Canadian Underwriter

Tech conference speakers raise questions about autonomous vehicle manufacturers’ liability

February 29, 2016   by Greg Meckbach, Associate Editor

Print this page Share

Nearly two months after the Ontario government launched its pilot program for testing autonomous vehicles, speakers at the P&C Insurance Technology Conference suggested that driverless cars and other innovations could significantly change the auto insurance model.

The insurance industry is in the “early days” when it comes to new models driven by emerging transportation technology, suggested Jason Storah, executive vice president for broker distribution at Aviva Canada

“Clearly you are seeing some manufacturers step up and say that they will assume liability for when the car is in autonomous mode,” said Karim Hirji, senior vice president of international and ventures at Intact Insurance. But how manufacturers insure against their liability, Hirji suggested, has yet to be determined.

“Are these companies going to self-insure, and what’s the impact on the balance sheet by those companies doing so?” Hirji told ICTC attendees during a panel discussion Monday at the Metro Toronto Convention Centre. “Or more likely, will they want to partner with an insurance company in some sort of ecosystem to actually provide coverage and take that capital risk on like we do today?”

The panel – titled Mobility, Technology, Regulation and Insurance – was moderated by Catherine Kargas, vice president of management consulting firm MARCON. Kargas asked Hirji whether he anticipated reinsurance for manufacturers’ liability for autonomous vehicles.

“It could be a reinsurance arrangement, it could be a quota share arrangement or it could be a strict insurance arrangement like we have today and I think that’s going to depend on each company’s balance sheet needs and their efficient use of capital,” Hirji said. “I think on the personal lines side, you are going to see a whole slew of different areas. You are going to see regular personal lines policies like we see today, because there are still consumers who are going to want to drive their own vehicle.”

The insurance industry is really in the “early days” when it comes to new models driven by emerging transportation technology, suggested Jason Storah, executive vice president for broker distribution at Aviva Canada Inc.

“At what point (are drivers) actually taking control of the vehicle, and if you think about where this could play out, right now in Canada generally and certainly in Ontario, the auto insurance market is driven by insuring millions of Canadian drivers,” Storah added. “That could easily move towards and we expect it to move away from insuring millions of individuals to potentially insuring a handful of technology providers or a handful of (original equipment manufacturer) providers and manufacturers, and so the entire landscape is changing.”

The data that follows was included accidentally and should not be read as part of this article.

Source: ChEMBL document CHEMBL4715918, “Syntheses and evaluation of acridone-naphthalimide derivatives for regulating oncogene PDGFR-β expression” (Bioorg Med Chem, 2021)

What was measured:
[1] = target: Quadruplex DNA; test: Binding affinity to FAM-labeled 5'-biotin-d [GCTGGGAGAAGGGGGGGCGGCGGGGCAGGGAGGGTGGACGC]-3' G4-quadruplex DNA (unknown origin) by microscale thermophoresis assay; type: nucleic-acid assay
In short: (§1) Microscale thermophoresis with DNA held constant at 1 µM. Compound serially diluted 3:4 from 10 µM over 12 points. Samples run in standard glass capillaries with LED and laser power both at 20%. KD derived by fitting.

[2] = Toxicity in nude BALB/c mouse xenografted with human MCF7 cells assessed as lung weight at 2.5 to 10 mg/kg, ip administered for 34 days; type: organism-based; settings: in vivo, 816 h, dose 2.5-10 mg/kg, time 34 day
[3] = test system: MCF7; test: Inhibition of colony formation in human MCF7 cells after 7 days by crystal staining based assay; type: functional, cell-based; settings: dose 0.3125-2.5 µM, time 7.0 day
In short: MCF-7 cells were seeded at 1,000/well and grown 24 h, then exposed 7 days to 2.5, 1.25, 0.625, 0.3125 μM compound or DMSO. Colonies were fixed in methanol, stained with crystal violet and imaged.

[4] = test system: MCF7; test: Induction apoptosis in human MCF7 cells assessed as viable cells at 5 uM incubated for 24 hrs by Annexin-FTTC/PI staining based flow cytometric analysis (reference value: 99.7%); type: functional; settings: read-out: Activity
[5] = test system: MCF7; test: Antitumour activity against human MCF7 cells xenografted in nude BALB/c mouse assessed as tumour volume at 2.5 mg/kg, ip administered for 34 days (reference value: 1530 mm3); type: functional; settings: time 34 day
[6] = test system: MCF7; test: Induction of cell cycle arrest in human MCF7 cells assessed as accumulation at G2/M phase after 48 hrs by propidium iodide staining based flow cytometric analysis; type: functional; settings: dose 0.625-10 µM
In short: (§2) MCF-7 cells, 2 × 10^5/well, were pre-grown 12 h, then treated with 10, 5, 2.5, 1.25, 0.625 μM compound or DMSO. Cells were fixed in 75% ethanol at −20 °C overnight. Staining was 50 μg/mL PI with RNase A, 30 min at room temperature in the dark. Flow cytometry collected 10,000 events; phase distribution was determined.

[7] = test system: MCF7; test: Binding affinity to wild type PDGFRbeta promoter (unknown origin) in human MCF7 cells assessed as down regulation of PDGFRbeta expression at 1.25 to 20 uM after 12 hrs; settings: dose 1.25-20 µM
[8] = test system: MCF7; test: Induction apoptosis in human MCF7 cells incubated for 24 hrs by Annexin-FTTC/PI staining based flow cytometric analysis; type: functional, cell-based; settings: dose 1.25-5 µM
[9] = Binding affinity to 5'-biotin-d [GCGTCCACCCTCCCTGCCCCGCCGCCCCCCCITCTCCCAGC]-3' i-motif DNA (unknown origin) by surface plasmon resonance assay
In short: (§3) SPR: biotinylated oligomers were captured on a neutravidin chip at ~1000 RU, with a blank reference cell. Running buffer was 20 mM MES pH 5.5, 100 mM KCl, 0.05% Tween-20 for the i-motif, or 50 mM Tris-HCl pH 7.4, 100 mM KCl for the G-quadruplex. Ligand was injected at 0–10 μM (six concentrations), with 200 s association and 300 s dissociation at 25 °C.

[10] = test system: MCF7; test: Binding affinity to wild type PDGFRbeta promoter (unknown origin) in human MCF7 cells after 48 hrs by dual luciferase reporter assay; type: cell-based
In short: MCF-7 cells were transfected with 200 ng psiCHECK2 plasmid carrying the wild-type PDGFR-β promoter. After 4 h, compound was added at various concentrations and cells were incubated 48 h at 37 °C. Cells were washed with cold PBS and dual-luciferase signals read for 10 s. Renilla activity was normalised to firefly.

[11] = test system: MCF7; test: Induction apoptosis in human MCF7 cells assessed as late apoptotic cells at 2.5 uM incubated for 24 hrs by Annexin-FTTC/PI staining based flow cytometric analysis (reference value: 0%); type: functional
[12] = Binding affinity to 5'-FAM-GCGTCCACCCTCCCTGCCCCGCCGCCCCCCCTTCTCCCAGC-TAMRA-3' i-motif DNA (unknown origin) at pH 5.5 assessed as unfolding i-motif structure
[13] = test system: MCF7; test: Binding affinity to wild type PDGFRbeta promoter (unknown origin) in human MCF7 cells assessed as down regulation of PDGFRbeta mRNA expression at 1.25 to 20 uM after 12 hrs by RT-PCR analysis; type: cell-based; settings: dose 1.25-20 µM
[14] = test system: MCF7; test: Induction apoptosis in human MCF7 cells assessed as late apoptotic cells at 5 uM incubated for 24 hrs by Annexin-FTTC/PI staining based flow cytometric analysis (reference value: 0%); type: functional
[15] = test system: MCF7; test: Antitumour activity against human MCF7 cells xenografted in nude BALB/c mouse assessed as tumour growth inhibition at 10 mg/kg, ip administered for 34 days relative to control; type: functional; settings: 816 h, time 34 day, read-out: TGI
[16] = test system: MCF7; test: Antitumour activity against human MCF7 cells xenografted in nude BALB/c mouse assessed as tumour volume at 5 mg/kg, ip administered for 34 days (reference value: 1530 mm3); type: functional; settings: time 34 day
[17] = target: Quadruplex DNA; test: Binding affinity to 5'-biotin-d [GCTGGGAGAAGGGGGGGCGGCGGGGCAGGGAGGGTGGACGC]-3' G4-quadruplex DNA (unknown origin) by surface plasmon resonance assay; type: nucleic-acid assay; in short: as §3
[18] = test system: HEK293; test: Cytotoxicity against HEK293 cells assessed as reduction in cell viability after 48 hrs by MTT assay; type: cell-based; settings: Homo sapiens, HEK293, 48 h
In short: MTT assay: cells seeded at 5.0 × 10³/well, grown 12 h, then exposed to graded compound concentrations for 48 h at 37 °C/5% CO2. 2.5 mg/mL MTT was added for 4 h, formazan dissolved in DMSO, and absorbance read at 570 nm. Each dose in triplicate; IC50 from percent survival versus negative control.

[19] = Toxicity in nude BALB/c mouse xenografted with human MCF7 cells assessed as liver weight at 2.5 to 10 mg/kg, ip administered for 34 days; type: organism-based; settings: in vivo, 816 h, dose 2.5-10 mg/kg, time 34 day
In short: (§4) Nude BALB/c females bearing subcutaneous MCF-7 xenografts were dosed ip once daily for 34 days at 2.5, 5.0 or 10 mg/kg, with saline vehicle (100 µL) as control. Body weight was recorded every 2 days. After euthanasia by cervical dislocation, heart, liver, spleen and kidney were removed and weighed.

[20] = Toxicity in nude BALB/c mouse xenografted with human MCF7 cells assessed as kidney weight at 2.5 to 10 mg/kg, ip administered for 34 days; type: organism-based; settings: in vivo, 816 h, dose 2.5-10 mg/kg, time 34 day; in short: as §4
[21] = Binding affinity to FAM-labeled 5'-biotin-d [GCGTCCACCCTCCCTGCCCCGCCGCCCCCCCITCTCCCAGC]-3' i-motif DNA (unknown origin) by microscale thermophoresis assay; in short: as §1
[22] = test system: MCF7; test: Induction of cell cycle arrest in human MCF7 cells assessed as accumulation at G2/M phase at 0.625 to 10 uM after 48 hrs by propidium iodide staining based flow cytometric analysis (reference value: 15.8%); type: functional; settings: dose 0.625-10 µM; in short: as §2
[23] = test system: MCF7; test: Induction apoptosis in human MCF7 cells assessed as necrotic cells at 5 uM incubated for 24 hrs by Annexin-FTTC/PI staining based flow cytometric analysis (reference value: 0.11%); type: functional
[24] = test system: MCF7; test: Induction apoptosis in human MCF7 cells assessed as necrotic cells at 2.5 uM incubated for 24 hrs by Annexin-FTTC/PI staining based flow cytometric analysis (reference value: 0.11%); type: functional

Related: Ontario announces plans to test automated vehicles on roads in the province

Discussions on how this would work are taking place at Daimler, suggested Alifya Curtin, general counsel for Car2go North America (which is owned by Daimler).

“Right now, we are in an area where we are not sure which way we are going to go, because the autonomous technology is created by us but there are also components supplied by other companies and then we are asking about shared liability with suppliers,” Curtin said. “If our Car2go vehicles go autonomous, how would we change that liability from our members’ liability to the vehicle manufacturer’s liability? How do we work with our insurance company to kind of bridge that gap, and for us, our partnership with our insurance company is critical.”

Ontario launched its autonomous vehicle pilot Jan. 1, said Logan Purdy, manager of the road safety policy office for the Ministry of Transportation of Ontario.

The pilot requires that a driver be in the driver’s seat, Purdy noted.

“The regulatory framework in every jurisdiction was never written as a vehicle driving down the road,” he said. “It’s always about the driver behaviour, so at this point we want the driver in the seat.”

A “lot of companies” have expressed interest in the pilot, Purdy said during the panel. “At this point, we haven’t approved any applications but even in California it took a few weeks for that to occur.”

The pilot is scheduled to last 10 years, with the ability to extend it to 12 years, he added.

“If you are an original equipment manufacturer, a research institution company that sells automated parts, you can participate in the pilot of testing vehicles on Ontario roads,” Purdy said. “In Ontario we have over 100 companies in the connected and automated field, so I think it’s just a matter of time, especially with the richness of our auto sector and a lot of the great minds that we have coming out of our universities, we want to keep them here in Ontario.”

Hirji suggested consumers will become “agnostic” on how they buy transportation.

“Is it through taxi, through ride sharing, through car sharing, renting a vehicle… perhaps you are going to have a product that offers bundles around all of those from a personal lines perspective,” Hirji said. “I think what’s interesting is on demand insurance, so when we talk about millenials, if they are looking at different ways of moving from point A to point B, do they have a way to buy insurance, on the spot, as they are actually participating in that activity? I don’t think the answers are there yet but I think there is a whole different set of models that could potentially develop over the next few years.”